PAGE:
Miss Mary: Sure, there are different program series for babies, one-year-olds, 2 & 3-year olds, and 4 & 5-year-olds. Babies are a lot different than five-year-olds, so the programs are different too. The Children’s Room people are always learning more about the best ways to do those programs. You could probably ask them if you want to know more about it. I know it’s educational but it just seems fun to me. That’s the idea, I guess.

Us: Interesting! How do you help?

Miss Mary: I always start the program by waving or saying hello, it’s a great welcome for the kids who are new. I love it when they wave or say hi back! We all have a little chat about the stories or something about the program. Sometimes I even lead the first song.

Us: Sounds fun. Do you listen to the stories too?

Miss Mary: Oh, sure. After my part I sit on my special quilt and enjoy the rest of the program. I love it all, especially the stories… and the Dance Along Gong Song at the end. It’s always fun to say hello to new friends.

Us: Why do you call your quilt special?

Miss Mary: Jan’s daughter made it for me a long, long time ago. It is yellow with buttons sewn on it.

Us: Have you known Jan a long time? You seem to work well together.

Miss Mary: I’ve known her since… practically forever. I guess I have been helping her for 20 years or more, pretty long. Before that I was a stuffed animal. That was a great job too. Jan bought me at a garage sale, washed me, and took out the stuffing. Then I could finally get a job where I move my hands!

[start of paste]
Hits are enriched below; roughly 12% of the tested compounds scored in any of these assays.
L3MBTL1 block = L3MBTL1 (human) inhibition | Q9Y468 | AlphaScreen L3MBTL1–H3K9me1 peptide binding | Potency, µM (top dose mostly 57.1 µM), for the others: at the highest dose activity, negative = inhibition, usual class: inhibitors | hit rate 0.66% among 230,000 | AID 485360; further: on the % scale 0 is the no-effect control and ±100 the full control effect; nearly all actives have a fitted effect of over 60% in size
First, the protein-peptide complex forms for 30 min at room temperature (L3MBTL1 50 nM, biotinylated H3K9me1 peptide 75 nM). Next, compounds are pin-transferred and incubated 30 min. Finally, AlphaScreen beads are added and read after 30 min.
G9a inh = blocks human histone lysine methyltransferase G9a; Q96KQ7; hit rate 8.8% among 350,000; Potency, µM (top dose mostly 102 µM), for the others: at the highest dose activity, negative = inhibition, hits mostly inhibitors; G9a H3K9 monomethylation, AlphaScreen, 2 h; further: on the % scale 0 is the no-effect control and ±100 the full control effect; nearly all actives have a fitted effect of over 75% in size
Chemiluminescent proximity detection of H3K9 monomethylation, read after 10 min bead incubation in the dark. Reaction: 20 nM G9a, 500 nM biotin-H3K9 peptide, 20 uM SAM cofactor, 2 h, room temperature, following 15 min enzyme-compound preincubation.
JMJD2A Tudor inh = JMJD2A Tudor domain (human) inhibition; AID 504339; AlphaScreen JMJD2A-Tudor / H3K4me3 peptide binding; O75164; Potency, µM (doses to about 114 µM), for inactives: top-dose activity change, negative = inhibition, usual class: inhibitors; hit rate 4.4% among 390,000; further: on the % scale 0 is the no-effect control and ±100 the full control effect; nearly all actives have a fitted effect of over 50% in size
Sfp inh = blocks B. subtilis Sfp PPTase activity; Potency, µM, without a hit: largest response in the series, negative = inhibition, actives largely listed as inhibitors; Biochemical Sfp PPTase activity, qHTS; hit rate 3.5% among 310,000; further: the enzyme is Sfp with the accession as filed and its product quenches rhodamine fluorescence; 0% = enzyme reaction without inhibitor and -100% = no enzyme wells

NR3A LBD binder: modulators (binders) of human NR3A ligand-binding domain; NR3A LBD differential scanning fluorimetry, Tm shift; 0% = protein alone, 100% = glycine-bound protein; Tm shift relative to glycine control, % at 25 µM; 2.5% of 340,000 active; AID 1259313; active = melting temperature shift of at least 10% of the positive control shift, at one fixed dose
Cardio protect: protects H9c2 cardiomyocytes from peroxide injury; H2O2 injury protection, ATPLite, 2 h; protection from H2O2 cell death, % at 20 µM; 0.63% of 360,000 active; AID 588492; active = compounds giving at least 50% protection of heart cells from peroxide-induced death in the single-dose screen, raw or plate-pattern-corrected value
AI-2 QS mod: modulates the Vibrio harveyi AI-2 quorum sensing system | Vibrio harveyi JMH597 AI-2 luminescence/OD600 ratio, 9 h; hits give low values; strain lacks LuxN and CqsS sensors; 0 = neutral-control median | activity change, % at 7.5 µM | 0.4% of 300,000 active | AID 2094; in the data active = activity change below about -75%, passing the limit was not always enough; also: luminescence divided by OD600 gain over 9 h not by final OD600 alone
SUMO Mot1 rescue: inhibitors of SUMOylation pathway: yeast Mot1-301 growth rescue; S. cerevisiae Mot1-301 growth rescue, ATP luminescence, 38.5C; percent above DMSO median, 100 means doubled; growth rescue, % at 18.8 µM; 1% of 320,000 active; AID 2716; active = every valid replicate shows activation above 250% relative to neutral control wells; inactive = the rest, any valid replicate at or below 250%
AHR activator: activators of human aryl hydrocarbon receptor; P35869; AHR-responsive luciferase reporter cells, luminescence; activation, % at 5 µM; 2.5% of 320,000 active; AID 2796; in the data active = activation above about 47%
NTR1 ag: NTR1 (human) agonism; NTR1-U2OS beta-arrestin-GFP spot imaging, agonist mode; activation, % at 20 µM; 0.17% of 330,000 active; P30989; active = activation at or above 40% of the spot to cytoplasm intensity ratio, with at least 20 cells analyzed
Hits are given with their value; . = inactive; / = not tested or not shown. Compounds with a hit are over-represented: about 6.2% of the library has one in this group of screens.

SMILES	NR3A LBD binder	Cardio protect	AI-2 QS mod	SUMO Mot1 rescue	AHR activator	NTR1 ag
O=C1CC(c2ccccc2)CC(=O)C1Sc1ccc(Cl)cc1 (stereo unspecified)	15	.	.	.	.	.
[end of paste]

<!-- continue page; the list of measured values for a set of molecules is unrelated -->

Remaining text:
Us: Wait, so you have been here for 20 years?

Miss Mary: Or more, yes. It sounds like a long time but Jan has been here doing programs for 26 years – and this isn’t even her first library! Sometimes she schedules a vacation for me and sends in another puppet, Zelda or Luna Bella, they like to get a chance too.

Us: It sounds like you have a great career at the library.

Miss Mary: I sure do. Being a favorite teddy bear and then becoming a puppet… who could ask for anything more?

Us: Thanks for telling us about your job, Miss Mary.

Miss Mary: Before we are done, can I add a *special hello* to my 4 & 5-year-old friends, and to my older friends who used to come to the programs?

Us: Of course.

Miss Mary Puppet: (waves) Hello!

Are you familiar with Miss Mary Puppet? Have you ever been to a program with her or with Jan? Comment below and let us know; we’re sure they would both love to hear of it!